LGBT Activists Should Know Friends From Foes

Opinion

Gay Oasis: Israelis carry flags during last year’s gay pride parade in Tel Aviv.
Getty Images
Gay Oasis: Israelis carry flags during last year’s gay pride parade in Tel Aviv.

By Stuart Appelbaum and Benjamin Weinthal

Published March 30, 2011, issue of April 08, 2011.

Lesbian, gay, bisexual and transgender communities in the Muslim world face lethal homophobia. Yet too many LGBT progressives in the West — Jews and non-Jews alike — focus their ire on Israel, branding it a pariah state and placing themselves on the wrong side of history.

Israel is the only — with a capital “O” — Middle Eastern state that guarantees sexual rights and freedoms to its LGBT citizens, whether they are Jews or Arabs. LGBT progressives should be embracing Israel’s system of gender and sexual freedoms as a model for the Middle East.

Instead, anti-Israel groups such as Queers Against Israeli Apartheid, Queers Undermining Israeli Terrorism and Siege Busters are busy trying to corner the market on how the Jewish state is perceived in the LGBT community. Anti-Israel gays and lesbians support the boycott, divestment and sanctions campaign and invoke the term “pink-washing” to deride Israel’s efforts to promote gay tourism.

But the real whitewashing taking place is of the true nature of radical Islamic movements. One of America’s leading gender theorists, Judith Butler — a Jewish lesbian academic at the University of California, Berkeley — has gone so far as to describe Hamas and Hezbollah as “social movements that are progressive, that are on the left, that are part of a global left.” One wonders if she would feel this way if she lived in Gaza or under the rule of the Iranian regime that supports these vehemently anti-gay movements.

Gay and lesbian history has shown the dangers of ignoring the threat posed by radical Islam. Take the example of the late gay poet Allen Ginsberg, who came to feel that he had been naïve in some of his activism. “I shouldn’t have been marching against the Shah of Iran because the mullahs have turned out to be a lot worse,” he confessed. His statement should not be seen as an embrace of the deposed Shah’s regime but rather an acknowledgement of the horrors inflicted by the Islamic Revolution on LGBT Iranians and many others as well.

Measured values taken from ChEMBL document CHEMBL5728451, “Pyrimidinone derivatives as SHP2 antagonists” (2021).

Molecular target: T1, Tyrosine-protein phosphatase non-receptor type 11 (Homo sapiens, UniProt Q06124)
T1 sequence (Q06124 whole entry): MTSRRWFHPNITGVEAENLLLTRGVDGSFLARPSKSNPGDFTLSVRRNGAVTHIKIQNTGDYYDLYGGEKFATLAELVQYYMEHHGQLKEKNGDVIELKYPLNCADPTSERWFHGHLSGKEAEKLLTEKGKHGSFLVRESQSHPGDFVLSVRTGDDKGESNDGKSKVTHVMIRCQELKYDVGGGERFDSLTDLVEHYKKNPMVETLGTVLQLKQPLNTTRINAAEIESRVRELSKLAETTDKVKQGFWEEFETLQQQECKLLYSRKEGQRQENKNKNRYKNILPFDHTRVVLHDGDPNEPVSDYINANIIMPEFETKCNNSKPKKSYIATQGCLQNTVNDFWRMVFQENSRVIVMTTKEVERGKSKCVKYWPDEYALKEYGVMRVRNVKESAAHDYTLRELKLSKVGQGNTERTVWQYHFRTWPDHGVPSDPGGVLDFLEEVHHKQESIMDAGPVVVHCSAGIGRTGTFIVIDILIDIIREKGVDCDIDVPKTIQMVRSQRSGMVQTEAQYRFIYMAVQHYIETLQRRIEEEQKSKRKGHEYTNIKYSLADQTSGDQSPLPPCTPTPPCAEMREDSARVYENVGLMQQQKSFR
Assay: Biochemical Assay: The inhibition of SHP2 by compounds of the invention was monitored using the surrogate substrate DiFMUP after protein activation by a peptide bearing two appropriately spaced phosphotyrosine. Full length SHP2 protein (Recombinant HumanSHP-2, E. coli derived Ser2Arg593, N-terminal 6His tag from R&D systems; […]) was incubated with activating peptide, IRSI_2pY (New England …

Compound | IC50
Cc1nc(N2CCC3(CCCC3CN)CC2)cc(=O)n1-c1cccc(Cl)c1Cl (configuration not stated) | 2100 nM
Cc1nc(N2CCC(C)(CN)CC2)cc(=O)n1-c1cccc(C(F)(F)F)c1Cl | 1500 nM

As we watch the current turmoil in the Arab world, with great uncertainty over what kind of societies will emerge from this period of revolutionary upheaval, it is worth recalling the legacy of gay African-American trade unionist Bayard Rustin, one of the principal architects of the Civil Rights movement and a close adviser to Martin Luther King. Rustin marched for gay rights in New York in the 1980s, and in an essay titled “From Montgomery to Stonewall” he wrote that the treatment of the gay community had become the “barometer of where one is on human rights questions.” We should be applying Rustin’s formula to the Middle East.

Meanwhile, the LGBT community faces its own litmus test on human rights and democracy in how it relates to Israel. It’s no coincidence that Rustin was an unwavering supporter of Israel and its vibrant democracy, launching the Black Americans to Support Israel Committee and working tirelessly to free Soviet Jews and help Ethiopian Jews immigrate to Israel.

Sadly, the increasing number of anti-Israel LGBT groups reflects a drift away from the gay movement’s anti-fascist, pro-democracy roots. This suggests that there needs to be a wholesale change in priorities among segments of the progressive LGBT community.

The current “Arab spring” presents an opportunity for advancing democracy, freedom and human rights. But there is also a danger that reactionary forces could gain further sway over their societies, which will inevitably lead to even greater persecution of our LGBT brothers and sisters in the Arab world.

The LGBT community must pay careful attention to these developments, lest we come to share Allen Ginsberg’s melancholy regrets. Western LGBT activists and intellectuals should be devoting our energies to combating movements like Hamas and Hezbollah, and reject the absurd obsession that some members of our community have with bashing Israel, the Middle East’s only LGBT oasis. In short, we should make sure that we are on the right side of history.

Stuart Appelbaum is president of the Jewish Labor Committee and of the Retail, Wholesale and Department Store Union, as well as an LGBT activist. Benjamin Weinthal is a fellow at the Iran Human Rights Project of the Foundation for Defense of Democracies and a contributor to Gay City News.



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